Each of the following recipes will serve 6 – 8.
1 kg. ground beef or lamb
1/2 cup beef stock
1/2 tsp. bicarbonate of soda
1 tsp. each salt and black pepper
beef or sheep intestines as required
1/2 cup olive oil
1 tsp. parsley, chopped finely
1/2 tsp. hot paprika (or more or less to taste)
1/2 tsp. each grill spice and dried oregano
juice of 2 lemons
In a mixing bowl, combine the ground meat with the beef stock, bicarbonate of soda and 1/2 tsp. each of the salt and black pepper. Mix well.
Clean the intestines well, cutting off any fat that may cling and washing thoroughly. Stuff the intestines with the ground meat mixture and by using kitchen string form sausages about 6" (15 cm) long.
Heat 3 Tbsp. of the oil in a heavy skillet and fry the sausages until dark brown on all sides. Transfer the sausages to a saucepan with a small amount of boiling water and cook, maintaining a low boil, for 15 minutes. Remove from the water and refrigerate overnight.
Shortly before serving, place the sausages in a slow oven and heat through. Prepare a sauce by combining the remaining olive oil with the remaining salt and black pepper, the paprika, grill spice, parsley, oregano and lemon juice. Serve with the sauce in a gravy boat.
1/2 kg. gr. chickpeas
2 bay leaves
2 hard-boiled egg yolks, chopped and sieved
1/2 cup olive oil
1/4 cup red wine vinegar
2 Tbs. onion, finely chopped
3 – 4 cloves garlic, chopped finely
3 Tbsp. parsley, chopped
2 Tbsp. capers
salt as required
Soak the chickpeas overnight in cold water. Add the bay leaf and 2 tsp. of salt, cover and cook over a medium flame until the chickpeas are tender (about 1 1/2 hours), adding more water if necessary. Drain well.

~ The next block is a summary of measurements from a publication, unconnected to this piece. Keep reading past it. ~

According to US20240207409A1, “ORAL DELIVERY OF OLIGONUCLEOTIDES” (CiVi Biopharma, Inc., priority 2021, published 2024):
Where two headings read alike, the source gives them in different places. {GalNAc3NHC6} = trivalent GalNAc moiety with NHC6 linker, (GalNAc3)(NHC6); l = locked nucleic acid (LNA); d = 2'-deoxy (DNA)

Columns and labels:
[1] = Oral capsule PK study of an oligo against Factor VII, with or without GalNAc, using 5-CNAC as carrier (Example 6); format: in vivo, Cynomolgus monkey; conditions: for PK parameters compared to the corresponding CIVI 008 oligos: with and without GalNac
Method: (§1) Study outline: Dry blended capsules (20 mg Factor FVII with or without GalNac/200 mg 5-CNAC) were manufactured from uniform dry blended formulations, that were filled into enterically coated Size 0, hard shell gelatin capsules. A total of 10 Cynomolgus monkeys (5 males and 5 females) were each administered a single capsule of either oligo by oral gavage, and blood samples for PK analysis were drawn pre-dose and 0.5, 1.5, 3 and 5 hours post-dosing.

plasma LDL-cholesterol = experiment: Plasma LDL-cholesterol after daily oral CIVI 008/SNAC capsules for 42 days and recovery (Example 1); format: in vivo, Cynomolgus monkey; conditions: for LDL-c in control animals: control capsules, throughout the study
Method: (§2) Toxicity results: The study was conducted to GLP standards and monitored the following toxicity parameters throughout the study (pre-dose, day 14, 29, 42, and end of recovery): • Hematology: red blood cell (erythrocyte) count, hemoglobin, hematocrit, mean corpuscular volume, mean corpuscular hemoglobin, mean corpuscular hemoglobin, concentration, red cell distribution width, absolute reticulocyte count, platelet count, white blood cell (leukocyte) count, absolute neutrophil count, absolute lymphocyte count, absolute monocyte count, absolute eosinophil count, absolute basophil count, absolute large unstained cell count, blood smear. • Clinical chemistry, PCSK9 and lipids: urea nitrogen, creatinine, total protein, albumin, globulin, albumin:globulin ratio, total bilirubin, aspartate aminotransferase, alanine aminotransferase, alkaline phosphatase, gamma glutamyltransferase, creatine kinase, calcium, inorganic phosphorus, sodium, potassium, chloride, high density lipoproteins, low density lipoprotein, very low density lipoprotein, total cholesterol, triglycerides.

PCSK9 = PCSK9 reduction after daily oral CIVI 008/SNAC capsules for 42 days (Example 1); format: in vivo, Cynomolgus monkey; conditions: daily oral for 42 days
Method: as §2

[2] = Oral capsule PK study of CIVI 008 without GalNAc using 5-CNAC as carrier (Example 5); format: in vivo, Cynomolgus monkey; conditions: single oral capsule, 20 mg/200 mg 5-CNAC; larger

In a small mixing bowl put the egg yolks and into this beat the oil and vinegar with a wire whisk. Stir in the onion, garlic, 2 Tbsp. of the parsley, capers and the cooked chickpeas. Refrigerate overnight. Allow to come to room temperature before serving and just before serving sprinkle over with the remaining parsley.
12 baby eggplants, with stems intact
3 cups red wine vinegar
1 cup olive oil
8 cloves garlic, chopped finely
1 1/2 Tbsp. each salt and ground cumin
2 – 3 dried red chili peppers
1/2 tsp. oregano
black pepper to taste
Make a 1" (2 1/2 cm) slit in each eggplant. Place the eggplants in a saucepan with a large amount of lightly salted boiling water and cook until just tender (about 10-12 minutes). Drain, cool and transfer the eggplants to a large crock or jar.
In a mixing bowl, combine the remaining ingredients with about 4 cups of water. Pour this mixture over the eggplants. If necessary, add water so that the eggplants are covered. Cover the container tightly and let stand at room temperature for
3-4 days. To serve, drain and serve whole.
1 kg. very small fresh sardines
1 1/4 cups flour, seasoned with salt and pepper to taste
1/2 cup olive oil
1 large carrot, sliced thinly
1 large onion, sliced thinly
6 cloves garlic, halved
1/2 cup white wine vinegar
1/2 cup dry white wine
1 bouquet garni made by tying together
3 sprigs parsley, 3 sprigs dill and 1 bay leaf
2 – 3 dried red peppers, chopped finely
1 tsp. salt
9 whole black peppercorns
chopped parsley for garnish
Roll the sardines in the seasoned flour. In a skillet heat the oil and in this fry the fish until golden on both sides. Remove from the skillet with a slotted spoon, drain on paper toweling and distribute on a serving platter. Pour off half the remaining oil from the pan.
Reheat the remaining oil and in this gently saute the carrot, onion and garlic until the carrots are softened but not yet browned. Add the vinegar and wine, mix well and then add the bouquet garni, red pepper, salt and peppercorns. Simmer gently for 25 minutes, stirring occasionally. Discard the bouquet garni, pour the contents of the skillet over the fish, let cool and then refrigerate, lightly covered, for 36-48 hours before serving. Immediately before serving sprinkle over the parsley.
Morocco – Arabic Cookery with a Difference
Although the best and most popular dishes of Morocco have their roots in peasant and working-class homes, this is a cuisine that shows a remarkable level of sophistication. The subtle use of spices and herbs and the frequent combination of meat and fruit make for an interesting and tasty table and, as in the case of other nations that have contributed large numbers of immigrants to Israel, these dishes have become as beloved in Israel as they are in North Africa.